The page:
Lily Karedada

Lily Karedada

Other names: Karedada, Lilly, Mienindill, Karadeda, Garadada

Born:               1937 c.
State:              WA
Region:             East Kimberley
Community:          Kalumburu
Language:           Wunambal
Social Affiliation: Jiddangul subsection, Yilangal, Jirrengger

Bark painting, carving, carved boab nuts, engraved slate, clapsticks, shields,
ochres on canvas, ochres on slate, ochres on bark, bark basket, material culture 

Subjects:    Wandjina, Bradshaw figures 

Artbank, Sydney.
Art Gallery of South Australia, Adelaide.
Berndt Museum of Anthropology, University of Western Australia.
Christensen Collection, held Museum of Victoria, Melbourne.
Flinders University Art Museum, Adelaide.
National Gallery of Australia, Canberra.
National Gallery of Victoria, Melbourne.
Queensland Art Gallery, Brisbane.
The Kelton Foundation, Santa Monica, U.S.A.; 

1981, Die kunst der Australischen Ureinwohner lebt, Museum fur Volkerkunde, Leipzig,
      Staatliches Museum fur Volkerkunde, Dresden; 
1988, Karnta, Touring South-east Asia, [non selling Karnta show]; 
1990, Balance 1990: views, visions, influences, QAG, Brisbane.; 
1991, Aboriginal Women's Exhibition, Art Gallery of New South Wales, Sydney; 
1992, Broome Fringe Festival, Broome; 
1993, Images of Power, Aboriginal Art of the Kimberley, National Gallery of Victoria,
      Melbourne; 1994, Power of the Land, Masterpieces of Aboriginal Art, National 
      Gallery of Victoria

Select Bibliography:
Aboriginal Artists of Western Australia, [n.d.] - [folios of works and biographies],
Aboriginal Education Resources Unit, Western Australia.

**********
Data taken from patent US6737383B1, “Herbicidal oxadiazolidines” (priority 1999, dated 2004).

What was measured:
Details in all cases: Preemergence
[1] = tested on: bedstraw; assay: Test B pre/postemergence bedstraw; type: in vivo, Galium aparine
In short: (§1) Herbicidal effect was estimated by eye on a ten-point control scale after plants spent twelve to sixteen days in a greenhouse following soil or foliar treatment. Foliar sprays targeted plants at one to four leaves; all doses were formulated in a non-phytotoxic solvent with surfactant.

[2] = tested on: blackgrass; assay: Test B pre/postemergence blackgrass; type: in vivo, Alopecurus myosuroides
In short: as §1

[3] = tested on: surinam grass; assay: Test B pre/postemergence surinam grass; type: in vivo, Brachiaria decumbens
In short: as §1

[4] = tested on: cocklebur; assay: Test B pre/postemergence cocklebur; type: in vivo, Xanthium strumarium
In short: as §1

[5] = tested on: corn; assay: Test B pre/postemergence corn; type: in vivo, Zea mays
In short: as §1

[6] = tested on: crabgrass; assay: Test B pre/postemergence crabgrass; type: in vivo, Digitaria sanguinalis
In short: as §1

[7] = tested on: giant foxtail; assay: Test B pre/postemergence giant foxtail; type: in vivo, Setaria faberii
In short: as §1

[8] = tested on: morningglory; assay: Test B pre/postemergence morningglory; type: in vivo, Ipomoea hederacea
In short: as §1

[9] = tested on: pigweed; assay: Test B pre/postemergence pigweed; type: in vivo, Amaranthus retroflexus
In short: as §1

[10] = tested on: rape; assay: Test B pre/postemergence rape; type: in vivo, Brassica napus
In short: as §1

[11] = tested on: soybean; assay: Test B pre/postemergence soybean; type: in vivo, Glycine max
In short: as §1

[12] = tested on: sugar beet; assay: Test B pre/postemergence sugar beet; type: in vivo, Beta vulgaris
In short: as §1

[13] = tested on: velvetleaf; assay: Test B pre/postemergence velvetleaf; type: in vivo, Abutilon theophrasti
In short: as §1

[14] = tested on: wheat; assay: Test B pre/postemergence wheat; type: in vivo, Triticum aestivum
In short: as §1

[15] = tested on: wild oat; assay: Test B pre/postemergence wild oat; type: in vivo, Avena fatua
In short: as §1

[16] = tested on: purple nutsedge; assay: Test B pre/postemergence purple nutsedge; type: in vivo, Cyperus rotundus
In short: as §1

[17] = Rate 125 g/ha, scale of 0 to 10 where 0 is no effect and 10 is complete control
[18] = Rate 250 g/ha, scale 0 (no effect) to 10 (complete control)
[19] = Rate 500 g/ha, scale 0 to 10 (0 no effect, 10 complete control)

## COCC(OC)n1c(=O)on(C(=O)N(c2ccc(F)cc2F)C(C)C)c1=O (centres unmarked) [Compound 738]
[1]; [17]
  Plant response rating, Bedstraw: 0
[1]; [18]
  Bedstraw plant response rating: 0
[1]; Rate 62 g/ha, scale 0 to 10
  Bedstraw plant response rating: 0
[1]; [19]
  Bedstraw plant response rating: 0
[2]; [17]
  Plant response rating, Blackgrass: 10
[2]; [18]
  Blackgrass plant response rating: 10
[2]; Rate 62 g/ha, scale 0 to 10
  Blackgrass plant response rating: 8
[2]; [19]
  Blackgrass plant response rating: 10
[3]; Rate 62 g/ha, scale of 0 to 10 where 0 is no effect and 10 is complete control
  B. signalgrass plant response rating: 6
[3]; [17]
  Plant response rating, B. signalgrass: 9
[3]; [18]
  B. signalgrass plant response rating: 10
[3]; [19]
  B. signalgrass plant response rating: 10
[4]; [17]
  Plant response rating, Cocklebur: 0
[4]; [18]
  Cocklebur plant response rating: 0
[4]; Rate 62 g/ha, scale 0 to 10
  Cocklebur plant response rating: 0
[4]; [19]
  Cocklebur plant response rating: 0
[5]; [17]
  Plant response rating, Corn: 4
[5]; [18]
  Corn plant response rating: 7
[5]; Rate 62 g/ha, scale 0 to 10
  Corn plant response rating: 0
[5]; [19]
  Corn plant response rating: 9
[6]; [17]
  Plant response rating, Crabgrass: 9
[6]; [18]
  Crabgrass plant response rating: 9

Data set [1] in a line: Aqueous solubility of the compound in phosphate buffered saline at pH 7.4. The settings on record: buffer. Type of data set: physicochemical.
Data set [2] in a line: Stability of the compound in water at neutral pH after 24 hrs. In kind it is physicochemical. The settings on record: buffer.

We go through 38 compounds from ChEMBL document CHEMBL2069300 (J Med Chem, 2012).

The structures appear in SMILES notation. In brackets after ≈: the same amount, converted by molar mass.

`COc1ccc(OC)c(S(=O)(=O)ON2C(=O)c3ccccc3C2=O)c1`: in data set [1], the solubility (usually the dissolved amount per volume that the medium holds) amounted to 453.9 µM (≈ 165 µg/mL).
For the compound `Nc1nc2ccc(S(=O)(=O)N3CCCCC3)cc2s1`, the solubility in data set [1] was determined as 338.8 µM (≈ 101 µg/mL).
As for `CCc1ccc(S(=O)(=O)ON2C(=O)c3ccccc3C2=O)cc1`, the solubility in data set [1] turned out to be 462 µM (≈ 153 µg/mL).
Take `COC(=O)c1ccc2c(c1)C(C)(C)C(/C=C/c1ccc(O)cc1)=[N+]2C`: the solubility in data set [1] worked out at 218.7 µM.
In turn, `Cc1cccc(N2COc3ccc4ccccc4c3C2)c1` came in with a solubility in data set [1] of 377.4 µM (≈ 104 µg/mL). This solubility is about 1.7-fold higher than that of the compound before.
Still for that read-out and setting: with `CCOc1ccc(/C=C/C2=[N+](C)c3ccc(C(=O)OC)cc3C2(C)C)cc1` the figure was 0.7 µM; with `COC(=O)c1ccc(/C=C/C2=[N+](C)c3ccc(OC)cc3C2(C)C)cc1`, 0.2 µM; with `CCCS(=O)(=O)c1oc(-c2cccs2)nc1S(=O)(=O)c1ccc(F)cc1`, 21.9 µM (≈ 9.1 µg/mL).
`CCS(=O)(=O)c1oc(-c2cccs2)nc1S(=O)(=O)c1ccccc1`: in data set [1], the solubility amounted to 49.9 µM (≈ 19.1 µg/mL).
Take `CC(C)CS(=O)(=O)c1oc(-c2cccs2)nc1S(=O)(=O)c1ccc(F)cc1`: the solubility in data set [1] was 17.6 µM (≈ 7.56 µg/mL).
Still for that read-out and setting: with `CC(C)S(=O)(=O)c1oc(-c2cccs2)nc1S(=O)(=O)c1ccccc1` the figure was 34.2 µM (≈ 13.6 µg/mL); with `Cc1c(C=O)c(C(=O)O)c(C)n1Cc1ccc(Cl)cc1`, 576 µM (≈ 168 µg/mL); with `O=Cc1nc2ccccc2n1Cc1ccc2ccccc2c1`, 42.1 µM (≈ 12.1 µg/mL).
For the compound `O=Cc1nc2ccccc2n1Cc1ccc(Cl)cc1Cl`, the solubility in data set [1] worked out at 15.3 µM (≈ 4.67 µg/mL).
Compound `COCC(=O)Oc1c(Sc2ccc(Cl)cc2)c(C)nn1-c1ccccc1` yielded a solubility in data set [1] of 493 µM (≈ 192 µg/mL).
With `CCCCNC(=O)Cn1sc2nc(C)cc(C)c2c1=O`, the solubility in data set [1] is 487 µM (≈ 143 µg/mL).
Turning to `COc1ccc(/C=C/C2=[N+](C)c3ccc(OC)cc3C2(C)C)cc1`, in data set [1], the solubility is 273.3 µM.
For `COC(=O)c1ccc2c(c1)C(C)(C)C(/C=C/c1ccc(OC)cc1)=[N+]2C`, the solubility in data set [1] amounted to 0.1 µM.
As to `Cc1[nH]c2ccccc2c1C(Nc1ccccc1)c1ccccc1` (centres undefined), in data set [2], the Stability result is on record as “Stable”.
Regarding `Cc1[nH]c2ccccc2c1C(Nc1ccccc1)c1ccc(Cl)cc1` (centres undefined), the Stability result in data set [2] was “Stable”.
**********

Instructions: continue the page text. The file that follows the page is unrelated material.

McCulloch, A., & McCulloch, S., 1994, The Encyclopedia of Australian Art, Allen & 
Unwin Pty Ltd, St Leonards, New South Wales. 

Ryan, J., 1993, Images of Power, Aboriginal Art of the Kimberley, exhib, cat., National 
Gallery of Victoria, Melbourne. 

Stanton, J., 1989, Painting the Country: Contemporary Aboriginal Art from the Kimberley 
Region, Western Australia, University of Western Australia Press, Nedlands, Western 
Australia. (C)

1991, Aboriginal Women's Exhibition, exhib. cat., Art Gallery of New South Wales, Sydney.

 Discovery Media, Documentation Pty Ltd, and the Australian 
Institute of Aboriginal and Torres Strait Islander Studies

Lily was born in the Prince Regent River area 1921.  Her surname is normally spelt 
"Karedada", but the others above are also correct.  From her father's country, 
Woombangowangoorr, she went with her mother and family to Mitchell Plateau.  She married 
Jack Karadada and eventually settled in Kalumburu, where she still lives with her huge 
extended family.

Lily is definitely one of Australia's most important contemporary Aboriginal artists. 
Whilst she varies her subject matter, she has never compromised on style.   Lily's 
paintings are instantly recognisable, and she is as comfortable with ochre as she is 
with acrylic medium.  Her slate carvings are much prized, as are her bark paintings 
and her amazing bark coolamons, shaped and painted, complete with brush string and 
made exactly the same as she was carried as a baby.

Lily paints WANDJINA - with varied totems, rain dotting, lightning (Black Wandjina), 
turtles, cave pools with bubbles - all different, but all Lily Karadada!

A lovely lady with a wonderful, infectious laugh - once met, never forgotten.

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